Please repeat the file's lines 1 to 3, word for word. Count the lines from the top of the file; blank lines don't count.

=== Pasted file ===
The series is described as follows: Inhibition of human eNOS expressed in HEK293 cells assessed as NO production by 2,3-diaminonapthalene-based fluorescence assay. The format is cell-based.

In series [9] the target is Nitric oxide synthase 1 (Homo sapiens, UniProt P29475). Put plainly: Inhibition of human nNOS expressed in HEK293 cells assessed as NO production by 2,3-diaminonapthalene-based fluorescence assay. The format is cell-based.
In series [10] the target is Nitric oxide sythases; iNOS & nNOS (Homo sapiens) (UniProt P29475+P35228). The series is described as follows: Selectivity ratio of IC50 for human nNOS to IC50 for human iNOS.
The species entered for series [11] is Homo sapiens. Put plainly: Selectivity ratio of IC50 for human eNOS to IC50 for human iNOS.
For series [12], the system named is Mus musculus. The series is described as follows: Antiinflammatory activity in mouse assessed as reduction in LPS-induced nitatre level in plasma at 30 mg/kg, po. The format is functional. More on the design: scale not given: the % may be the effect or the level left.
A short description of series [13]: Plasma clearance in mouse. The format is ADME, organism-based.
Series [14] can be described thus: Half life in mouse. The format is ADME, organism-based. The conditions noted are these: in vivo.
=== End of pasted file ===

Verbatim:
The series is described as follows: Inhibition of human eNOS expressed in HEK293 cells assessed as NO production by 2,3-diaminonapthalene-based fluorescence assay. The format is cell-based.

In series [9] the target is Nitric oxide synthase 1 (Homo sapiens, UniProt P29475). Put plainly: Inhibition of human nNOS expressed in HEK293 cells assessed as NO production by 2,3-diaminonapthalene-based fluorescence assay. The format is cell-based.
In series [10] the target is Nitric oxide sythases; iNOS & nNOS (Homo sapiens) (UniProt P29475+P35228). The series is described as follows: Selectivity ratio of IC50 for human nNOS to IC50 for human iNOS.